Resistance of transmission lines ?

Thread Starter

DarthVolta

Joined Jan 27, 2015
477
I'm doing a practice test and for some HV trans. line it lists only 0.05 ohm /km (0.08ohm/mile). Is that anywhere near right ? I'm used to little tiny wires with maybe a DCR of 0.018ohm/meter (0.006ohm/ft) for AWG18 for example.
 

dl324

Joined Mar 30, 2015
10,998
It would be helpful if you told us the resolution/accuracy of your meter and whether you subtracted the lead resistance from your calculations.
 

SteveSh

Joined Nov 5, 2019
105
I'm doing a practice test and for some HV trans. line it lists only 0.05 ohm /km (0.08ohm/mile). Is that anywhere near right ? I'm used to little tiny wires with maybe a DCR of 0.018ohm/meter (0.006ohm/ft) for AWG18 for example.
Need to know the diameter and material of the HV transmission line. Keep in mind that at 60 Hz, the skin depth of copper is 8.43 mm, or about 1/3 inch. This means that 67% of the current is carried in the outermost 1/3 inch of the cable. So just measuring, or through analysis coming up with the DCR may not mean much.
 
Hi, are you interested in knowing the impedance or purely the resistance?
Adding to Steve's answer, it would also be helpful to know the length of the line and frequency (is it DC or AC? 50 or 60Hz?)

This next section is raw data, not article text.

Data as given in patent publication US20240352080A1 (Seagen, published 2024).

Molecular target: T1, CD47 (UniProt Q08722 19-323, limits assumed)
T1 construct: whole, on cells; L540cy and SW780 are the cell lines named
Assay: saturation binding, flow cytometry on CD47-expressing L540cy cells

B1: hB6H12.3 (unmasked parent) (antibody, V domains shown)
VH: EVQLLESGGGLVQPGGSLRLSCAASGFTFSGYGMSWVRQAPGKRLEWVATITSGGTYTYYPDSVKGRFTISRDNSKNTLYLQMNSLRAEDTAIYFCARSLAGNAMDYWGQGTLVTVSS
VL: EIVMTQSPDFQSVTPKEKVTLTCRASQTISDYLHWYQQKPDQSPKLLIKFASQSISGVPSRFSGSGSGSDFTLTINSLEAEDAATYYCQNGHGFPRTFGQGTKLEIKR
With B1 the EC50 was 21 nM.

There are three models which can be used depending on the line length, you can use the models to compare with your measured values
 

Thread Starter

DarthVolta

Joined Jan 27, 2015
477
No no it's just a basic question on a practice test, I'm just wondering if thats a ballpark DC resistance for trans. lines, in the question its for 500kVrms, but just DC res.


I guess it must be pretty low, what ever size they are
 

KL7AJ

Joined Nov 4, 2008
2,225
I'm doing a practice test and for some HV trans. line it lists only 0.05 ohm /km (0.08ohm/mile). Is that anywhere near right ? I'm used to little tiny wires with maybe a DCR of 0.018ohm/meter (0.006ohm/ft) for AWG18 for example.
Yes, that is a good approximation of reality. It's rather deceptive when you look way up at high tension lines, just how thick those conductors are!
 

Thread Starter

DarthVolta

Joined Jan 27, 2015
477
Yes, that is a good approximation of reality. It's rather deceptive when you look way up at high tension lines, just how thick those conductors are!
That's super low indeed.

Wait a minute so a 200km stretch of wire is 10 Ohm, and if its 500A(rms), it really does loose 2.5MW, I just fooled myself into thinking is was only 2.5kW, but it really is 2.5MW
 
Last edited:

SteveSh

Joined Nov 5, 2019
105
That's super low indeed.

Wait a minute so a 200km stretch of wire is 10 Ohm, and if its 500A(rms), it really does loose 2.5MW, I just fooled myself into thinking is was only 2.5kW, but it really is 2.5MW
I think if you do the math, you'll find that the reactive losses - those due to the inductance of the cables - is highers than the I^2*R losses. That's one of reasons some new transmission lines are DC. Even with the losses of converting from AC to DC, then back to AC, the overall efficiencies are higher than if the line was AC.
 
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